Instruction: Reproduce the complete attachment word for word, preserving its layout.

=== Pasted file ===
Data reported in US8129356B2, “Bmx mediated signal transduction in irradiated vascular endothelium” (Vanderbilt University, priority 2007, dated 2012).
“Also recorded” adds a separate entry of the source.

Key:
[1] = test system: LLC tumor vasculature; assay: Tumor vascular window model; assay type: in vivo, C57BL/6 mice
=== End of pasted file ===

Data reported in US8129356B2, “Bmx mediated signal transduction in irradiated vascular endothelium” (Vanderbilt University, priority 2007, dated 2012).
“Also recorded” adds a separate entry of the source.

Key:
[1] = test system: LLC tumor vasculature; assay: Tumor vascular window model; assay type: in vivo, C57BL/6 mice